07 Mar Supporting the Ukraine – Dressing in Yellow and Blue
I am supporting the Ukraine today dressing in yellow and blue.
Supporting the Ukraine – Dressing in Yellow and Blue
I am thinking about so much this week and am showing my support for Ukraine and the people that are fighting and suffering through this war. It is really heartbreaking.
Demonstrating support with my outfit, I choose a yellow and white patterned blouse (Ann Taylor) mixed with a neck scarf is vibrant blue. (Gibby’s Frillery) Dark blue jeans and white boots finish the look.
There are many monuments and buildings lit in blue and yellow to show continuing support. The Eifel tower was lit the day after the Russian Invasion.
I think about what my grandma (when I was little, I called her “Gummy” as I couldn’t say Grandma.) would have thought of the situation. She was from Kiev, and unfortunately, we couldn’t find as much info as we wanted on Ancestry – as to my Gummy’s past in the Ukraine. The interesting thing was, my Pap, was born in the US, but it was my Gummy who was born in the Ukraine, and yet he was very involved in the Ukrainian culture. He was a Cantor and wrote music for the Ukrainian Orthodox church and was involved in many groups.
Growing up, we participated in many Ukraine traditions. I mentioned before, I am 50% Ukrainian and my mother continued to share with us the Ukrainian traditions and culture as we grew up, and I am very grateful as it has made such a lasting impression on me.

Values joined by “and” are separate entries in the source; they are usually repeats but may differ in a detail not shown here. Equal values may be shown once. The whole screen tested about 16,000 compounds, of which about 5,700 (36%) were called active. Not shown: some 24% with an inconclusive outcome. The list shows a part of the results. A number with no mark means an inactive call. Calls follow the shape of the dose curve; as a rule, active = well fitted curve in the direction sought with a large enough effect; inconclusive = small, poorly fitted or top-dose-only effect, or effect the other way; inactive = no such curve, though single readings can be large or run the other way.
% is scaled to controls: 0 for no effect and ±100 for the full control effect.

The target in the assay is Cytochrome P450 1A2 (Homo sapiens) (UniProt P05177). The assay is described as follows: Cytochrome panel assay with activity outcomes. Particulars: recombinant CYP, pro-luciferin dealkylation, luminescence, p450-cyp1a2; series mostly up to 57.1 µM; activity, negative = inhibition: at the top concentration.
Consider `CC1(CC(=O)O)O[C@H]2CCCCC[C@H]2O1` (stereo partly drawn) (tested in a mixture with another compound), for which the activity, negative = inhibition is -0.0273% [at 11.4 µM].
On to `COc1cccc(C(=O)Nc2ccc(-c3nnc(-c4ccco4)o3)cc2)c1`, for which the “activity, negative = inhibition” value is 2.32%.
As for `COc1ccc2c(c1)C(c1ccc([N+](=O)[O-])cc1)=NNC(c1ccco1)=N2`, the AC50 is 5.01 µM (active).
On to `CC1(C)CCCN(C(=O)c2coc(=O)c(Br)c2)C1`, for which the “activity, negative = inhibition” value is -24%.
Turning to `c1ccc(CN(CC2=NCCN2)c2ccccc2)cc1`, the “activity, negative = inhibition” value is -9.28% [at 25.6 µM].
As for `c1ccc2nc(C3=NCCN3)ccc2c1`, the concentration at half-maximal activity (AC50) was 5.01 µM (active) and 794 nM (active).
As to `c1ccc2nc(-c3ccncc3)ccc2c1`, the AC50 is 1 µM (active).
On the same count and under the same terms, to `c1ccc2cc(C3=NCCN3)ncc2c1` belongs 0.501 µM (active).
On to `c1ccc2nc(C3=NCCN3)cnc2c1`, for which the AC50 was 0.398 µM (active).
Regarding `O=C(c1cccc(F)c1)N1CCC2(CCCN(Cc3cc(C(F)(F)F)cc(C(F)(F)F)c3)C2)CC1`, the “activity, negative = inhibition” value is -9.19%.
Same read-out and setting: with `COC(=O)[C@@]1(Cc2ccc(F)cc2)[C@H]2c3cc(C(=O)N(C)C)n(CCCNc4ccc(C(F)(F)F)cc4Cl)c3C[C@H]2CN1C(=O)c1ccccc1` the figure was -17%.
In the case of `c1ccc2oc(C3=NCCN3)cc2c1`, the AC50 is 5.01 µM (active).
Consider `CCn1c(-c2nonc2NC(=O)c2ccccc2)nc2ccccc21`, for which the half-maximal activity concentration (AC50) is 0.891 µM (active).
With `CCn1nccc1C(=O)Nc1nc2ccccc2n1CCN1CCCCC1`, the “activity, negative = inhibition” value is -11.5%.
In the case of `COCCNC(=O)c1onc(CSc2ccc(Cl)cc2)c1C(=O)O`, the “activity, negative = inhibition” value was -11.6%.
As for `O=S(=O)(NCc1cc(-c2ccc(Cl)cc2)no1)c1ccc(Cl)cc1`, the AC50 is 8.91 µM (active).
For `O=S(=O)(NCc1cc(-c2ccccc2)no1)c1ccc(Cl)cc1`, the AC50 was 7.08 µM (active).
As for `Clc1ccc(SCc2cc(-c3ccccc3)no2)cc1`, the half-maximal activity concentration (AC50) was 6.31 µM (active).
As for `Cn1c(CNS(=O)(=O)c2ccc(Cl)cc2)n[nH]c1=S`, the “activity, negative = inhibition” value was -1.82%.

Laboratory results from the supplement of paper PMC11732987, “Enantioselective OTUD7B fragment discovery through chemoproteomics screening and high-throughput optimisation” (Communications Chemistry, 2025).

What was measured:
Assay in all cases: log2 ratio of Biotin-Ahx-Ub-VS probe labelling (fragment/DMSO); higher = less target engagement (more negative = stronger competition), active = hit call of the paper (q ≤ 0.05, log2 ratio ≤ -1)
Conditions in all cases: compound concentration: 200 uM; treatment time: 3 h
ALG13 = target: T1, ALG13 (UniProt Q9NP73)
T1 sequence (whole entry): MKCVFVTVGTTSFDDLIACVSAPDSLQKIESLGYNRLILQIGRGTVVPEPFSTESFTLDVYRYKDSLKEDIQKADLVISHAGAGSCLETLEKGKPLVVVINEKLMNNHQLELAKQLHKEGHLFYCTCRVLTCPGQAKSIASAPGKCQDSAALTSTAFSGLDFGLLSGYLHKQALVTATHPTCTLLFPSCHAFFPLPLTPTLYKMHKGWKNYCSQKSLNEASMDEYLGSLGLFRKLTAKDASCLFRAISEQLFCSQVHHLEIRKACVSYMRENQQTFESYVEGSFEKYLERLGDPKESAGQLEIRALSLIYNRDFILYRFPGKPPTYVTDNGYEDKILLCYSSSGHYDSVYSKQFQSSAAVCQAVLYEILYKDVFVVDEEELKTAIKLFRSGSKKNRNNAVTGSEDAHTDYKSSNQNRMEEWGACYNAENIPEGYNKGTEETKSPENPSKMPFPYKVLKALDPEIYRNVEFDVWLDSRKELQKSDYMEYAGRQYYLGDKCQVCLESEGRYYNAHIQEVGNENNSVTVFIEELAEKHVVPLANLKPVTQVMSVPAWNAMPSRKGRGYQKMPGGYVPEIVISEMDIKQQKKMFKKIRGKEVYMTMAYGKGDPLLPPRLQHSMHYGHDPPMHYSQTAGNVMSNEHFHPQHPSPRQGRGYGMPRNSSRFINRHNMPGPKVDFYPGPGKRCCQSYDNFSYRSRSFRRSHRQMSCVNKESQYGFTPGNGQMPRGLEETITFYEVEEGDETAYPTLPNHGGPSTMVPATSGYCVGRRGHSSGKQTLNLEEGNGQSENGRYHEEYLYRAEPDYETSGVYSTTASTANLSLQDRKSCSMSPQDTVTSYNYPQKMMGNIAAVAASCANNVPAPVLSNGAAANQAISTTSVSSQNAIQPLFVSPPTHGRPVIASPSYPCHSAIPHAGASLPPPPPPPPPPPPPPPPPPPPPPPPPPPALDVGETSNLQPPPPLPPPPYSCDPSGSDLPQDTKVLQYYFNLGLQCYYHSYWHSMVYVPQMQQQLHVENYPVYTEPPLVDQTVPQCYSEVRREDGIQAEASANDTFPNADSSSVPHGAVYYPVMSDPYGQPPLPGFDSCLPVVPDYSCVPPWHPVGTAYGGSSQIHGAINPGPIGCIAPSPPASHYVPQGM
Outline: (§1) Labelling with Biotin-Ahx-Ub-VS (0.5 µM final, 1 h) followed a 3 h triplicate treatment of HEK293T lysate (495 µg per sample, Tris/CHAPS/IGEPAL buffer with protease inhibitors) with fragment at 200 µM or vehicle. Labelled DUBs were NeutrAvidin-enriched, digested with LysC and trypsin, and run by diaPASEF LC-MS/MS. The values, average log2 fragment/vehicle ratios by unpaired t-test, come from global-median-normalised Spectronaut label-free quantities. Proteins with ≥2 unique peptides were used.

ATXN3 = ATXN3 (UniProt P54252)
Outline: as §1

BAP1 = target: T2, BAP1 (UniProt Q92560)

Blessing of the Baskets- Holy Saturday, the day before Easter, the baskets are taken to the church for a priest to bless with Holy Water. The baskets will contain what will be eaten for Easter, paska, ham, butter, cheese, eggs, horseradish, and Pysanky (or Ukrainian decorated eggs) will be added. As tradition, my mom would put a Ukrainian hand embroidered cloth over the basket. The food would not be consumed until Easter Sunday, breaking the Lenten fast.
The Tamburitzans- a dance group- Born out of Duquesne University in Pittsburgh, where I graduated.
“The Tamburitzans ensemble expanded its repertoire throughout the past eight decades to include a wide variety of folk dance and music representing international cultures.”
My mother would introduce us to these Ukrainian foods when we were young.
Paska– an Easter, egg bread. Oh with butter this is so good! “According to tradition, when working the dough, the cook should whisper positive thoughts to achieve the most delicious result.” -source chefspencil.com
Kutya– a combination of wheat germ, poppy seeds, honey, sugar, walnuts. Used for “Good luck” at Holiday meals.
Making Varenyky or Perogies from scratch is a laborious job! My grandma used to take the day to make them. They are often filled with sauerkraut, potato, cheese, traditionally. I certainly miss perohi here, you don’t find many European foods in the South.
Borscht – Beet soup. Well, as a kid I shuddered at the idea of eating beet soup. As an adult, I would certainly enjoy it! It is served with sour cream.
Holubtsi or stuffed cabbage– My mom would call these by their Ukrainian name as well as call them “Pigs in a Blanket”. It is made with rice and ground meat, wrapped in cabbage. A tomato sauce covers the cabbage.
Deruni or Potato pancakes- Get your skillets ready, as these potato pancakes are fried and made into crispy goodness. You would add sour cream or yogurt to top it , and also could add cooked mushrooms and onions.
Kobasa-a spicy, garlic sausage. One of my Pap’s favorite dishes.
How to Help
If you are interested in how to help, you can look through the links for organizations that may appeal to you.
From the Washington Post– ( LINKS)
Here are a few organizations-
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The pieces I have styled in my post are all older and from my closet. I have curated some pieces that are similar to what I am wearing.
Have a great day!
See you tomorrow for Turning Heads Tuesday